Volman Lake in north central Louisiana sparkled in the sun in front of us. It was closing in on 100 degrees and my siblings and I scrambled out of the car as soon as it stopped. The lake was not the clear water I later found in Arkansas and my Texas Hill Country, but there was a sandy beach there, not the mud of the swamps where my Dad usually took us fishing. It was our favorite summer place to be! To make it even better, our cousins were there also.
My dad was a good swimmer and he would get in with us sometimes but I don't remember my mom ever getting in the water. Cousin Steve impressed us all by swimming all the way across the lake and back. It was a small lake but still a good ways across and back and the other side had no beach. It was kind of scary to us, overgrown with weeds and overhanging trees. He waved to us from the other side and pushed off to swim back. We were sure he wouldn't make it but he did. Whew, were we relieved!
There was a tree branch that hung over the water on the beach side and the more confident swimmers often jumped off that. I was never a strong swimmer and so most of the time I stayed where I could stand up in the water when I wasn't swimming. There were a lot of people there but not so crowded that we couldn't have a good time. I guess that was one of the benefits of being in a Members Only lake. They probably kept membership small so that it wouldn't get overcrowded.
We took a break from swimming to cut open the watermelons our mom had brought along. Swimming always makes you so hungry! The sun warm on our wet skin, sand sticking to us, watermelon juice running down our chins, our family together, all safe and happy. Our beloved uncles, aunts, and cousins together with us on this perfect summer day. Down the years ahead of us hardships and deep heartache and loss were waiting for us. But on this day we didn't know any of that.
It wasn't until I got older and began to understand what was going on in the South then that I came to realize what the requirements for membership were. There was no fee; this was good, because as I also came to know, we were definitely poor. There was only one requirement. You had to be white.
The scope of my life back then was very small. My family was large and we were close, in both proximity and in how we felt toward each other. A family get-together involved 30+ people. We were hunters and fishermen and women. The men in our family all worked in construction in one form or another. We were laborers and craftspeople. We didn't go much outside the family for friendship and entertainment and all the things that make up life. We were not political and our churches back then were not political as so many are today.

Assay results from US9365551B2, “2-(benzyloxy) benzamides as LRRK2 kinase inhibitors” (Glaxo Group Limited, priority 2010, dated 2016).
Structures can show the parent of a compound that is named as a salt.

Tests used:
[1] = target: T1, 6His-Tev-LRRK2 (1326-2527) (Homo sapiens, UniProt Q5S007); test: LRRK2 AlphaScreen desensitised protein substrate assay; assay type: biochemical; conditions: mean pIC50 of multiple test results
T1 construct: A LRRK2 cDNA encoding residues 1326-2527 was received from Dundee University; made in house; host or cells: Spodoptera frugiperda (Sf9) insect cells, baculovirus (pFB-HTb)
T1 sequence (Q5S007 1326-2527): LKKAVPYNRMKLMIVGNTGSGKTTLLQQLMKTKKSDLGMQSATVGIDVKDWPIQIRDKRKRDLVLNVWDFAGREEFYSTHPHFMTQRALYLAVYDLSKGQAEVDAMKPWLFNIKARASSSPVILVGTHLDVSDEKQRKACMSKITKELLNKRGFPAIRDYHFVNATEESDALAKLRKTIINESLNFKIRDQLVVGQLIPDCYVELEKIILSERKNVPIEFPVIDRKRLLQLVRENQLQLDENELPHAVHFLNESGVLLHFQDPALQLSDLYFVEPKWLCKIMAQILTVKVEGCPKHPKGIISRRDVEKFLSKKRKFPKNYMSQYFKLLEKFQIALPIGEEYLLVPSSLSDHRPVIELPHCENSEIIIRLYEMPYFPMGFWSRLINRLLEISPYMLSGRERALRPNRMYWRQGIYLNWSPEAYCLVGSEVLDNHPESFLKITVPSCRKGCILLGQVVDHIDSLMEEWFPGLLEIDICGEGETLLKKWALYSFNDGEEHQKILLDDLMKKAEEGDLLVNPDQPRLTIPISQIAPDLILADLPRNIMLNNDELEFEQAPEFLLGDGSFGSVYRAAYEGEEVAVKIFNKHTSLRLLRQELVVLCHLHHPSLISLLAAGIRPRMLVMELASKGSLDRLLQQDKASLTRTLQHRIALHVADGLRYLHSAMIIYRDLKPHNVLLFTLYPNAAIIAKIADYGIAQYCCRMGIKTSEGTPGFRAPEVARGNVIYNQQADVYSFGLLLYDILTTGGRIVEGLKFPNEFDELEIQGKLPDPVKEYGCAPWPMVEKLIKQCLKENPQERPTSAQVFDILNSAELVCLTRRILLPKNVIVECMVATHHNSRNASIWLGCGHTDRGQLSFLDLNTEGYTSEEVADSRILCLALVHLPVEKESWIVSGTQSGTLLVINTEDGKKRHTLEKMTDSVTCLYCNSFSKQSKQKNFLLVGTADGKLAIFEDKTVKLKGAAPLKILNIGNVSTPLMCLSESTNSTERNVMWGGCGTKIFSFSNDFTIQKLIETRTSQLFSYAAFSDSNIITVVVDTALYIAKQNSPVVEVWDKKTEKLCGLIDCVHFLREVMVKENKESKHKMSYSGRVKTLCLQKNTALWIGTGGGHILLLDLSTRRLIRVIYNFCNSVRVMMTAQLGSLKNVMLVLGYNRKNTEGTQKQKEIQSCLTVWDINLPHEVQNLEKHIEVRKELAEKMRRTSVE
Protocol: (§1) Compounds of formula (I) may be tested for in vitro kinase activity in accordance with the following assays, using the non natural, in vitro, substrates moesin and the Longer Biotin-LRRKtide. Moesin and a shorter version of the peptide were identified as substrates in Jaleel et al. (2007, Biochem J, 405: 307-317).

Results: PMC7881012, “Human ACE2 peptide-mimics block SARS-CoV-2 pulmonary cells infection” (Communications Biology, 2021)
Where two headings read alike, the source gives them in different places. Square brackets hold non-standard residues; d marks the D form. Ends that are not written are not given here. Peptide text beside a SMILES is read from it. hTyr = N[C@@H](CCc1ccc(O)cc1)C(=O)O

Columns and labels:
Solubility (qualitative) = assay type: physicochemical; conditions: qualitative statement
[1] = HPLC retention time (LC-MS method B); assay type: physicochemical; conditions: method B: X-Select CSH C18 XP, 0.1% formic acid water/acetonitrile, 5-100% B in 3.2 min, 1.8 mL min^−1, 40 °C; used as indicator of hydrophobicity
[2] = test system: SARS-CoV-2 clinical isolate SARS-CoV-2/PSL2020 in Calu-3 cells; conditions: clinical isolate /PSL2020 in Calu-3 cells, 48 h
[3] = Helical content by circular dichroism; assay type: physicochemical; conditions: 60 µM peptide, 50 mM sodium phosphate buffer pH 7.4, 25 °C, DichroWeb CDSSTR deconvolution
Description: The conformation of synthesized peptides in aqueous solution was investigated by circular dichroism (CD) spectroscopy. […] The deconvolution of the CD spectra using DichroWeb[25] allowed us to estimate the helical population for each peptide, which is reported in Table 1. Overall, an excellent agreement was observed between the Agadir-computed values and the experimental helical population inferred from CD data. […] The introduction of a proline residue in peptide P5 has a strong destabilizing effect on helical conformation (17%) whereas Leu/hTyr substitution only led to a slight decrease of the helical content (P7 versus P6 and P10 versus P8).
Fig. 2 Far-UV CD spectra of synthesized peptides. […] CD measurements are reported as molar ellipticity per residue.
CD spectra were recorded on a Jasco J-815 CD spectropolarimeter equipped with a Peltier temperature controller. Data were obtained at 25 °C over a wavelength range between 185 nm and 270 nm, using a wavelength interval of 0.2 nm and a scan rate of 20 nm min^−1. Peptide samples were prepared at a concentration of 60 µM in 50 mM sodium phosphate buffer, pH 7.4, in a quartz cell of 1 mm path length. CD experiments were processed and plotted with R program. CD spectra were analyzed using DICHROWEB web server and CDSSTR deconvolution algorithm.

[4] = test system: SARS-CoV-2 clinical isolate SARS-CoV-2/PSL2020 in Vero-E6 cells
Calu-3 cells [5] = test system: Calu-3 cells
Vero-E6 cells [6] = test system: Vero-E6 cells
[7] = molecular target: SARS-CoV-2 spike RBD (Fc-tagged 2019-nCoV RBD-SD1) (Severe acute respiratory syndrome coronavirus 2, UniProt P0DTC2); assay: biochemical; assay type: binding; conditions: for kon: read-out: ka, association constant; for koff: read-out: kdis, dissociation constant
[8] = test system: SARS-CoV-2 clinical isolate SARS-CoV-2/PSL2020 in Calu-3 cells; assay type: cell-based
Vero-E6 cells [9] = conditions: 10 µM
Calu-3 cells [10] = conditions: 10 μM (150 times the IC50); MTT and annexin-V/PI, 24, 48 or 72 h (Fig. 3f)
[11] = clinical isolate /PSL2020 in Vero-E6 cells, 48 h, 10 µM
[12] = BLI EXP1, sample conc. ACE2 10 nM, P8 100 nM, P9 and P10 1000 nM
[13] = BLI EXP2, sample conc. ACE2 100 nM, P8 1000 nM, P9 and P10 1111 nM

When I look back at the times then in a broader scope I am at a loss as to understand what went on in our country during those times. I was a high school student in the 1960s. We had moved to Houston and my exposure to different people and ways of thinking let me see the world in a much wider sense.
We have come a long way as a country but we have a long ways to go in the hearts of some people. I hope I live long enough to see more and more changes toward understanding and tolerance. Our country grows slowly into the promise on our statue of Lady Liberty, the message she sends to the world.
"Give me your tired, your poor, your huddled masses yearning to breathe free,
The wretched refuse of your teeming shore. Send these, the homeless, tempest-tossed, to me: I lift my lamp beside the golden door."
Some days I read the morning news and it is depressing. It seems we take two steps backward for every one forward. At those times, I am blessed to look out my window and see two jackrabbits and one whitetail fawn staring straight back at me, as I saw this morning. It grounds me and calms me and reminds me once again that we have to treasure the little things.
And one day, maybe sooner than later, we will all be waved through past the "Members Only" sign.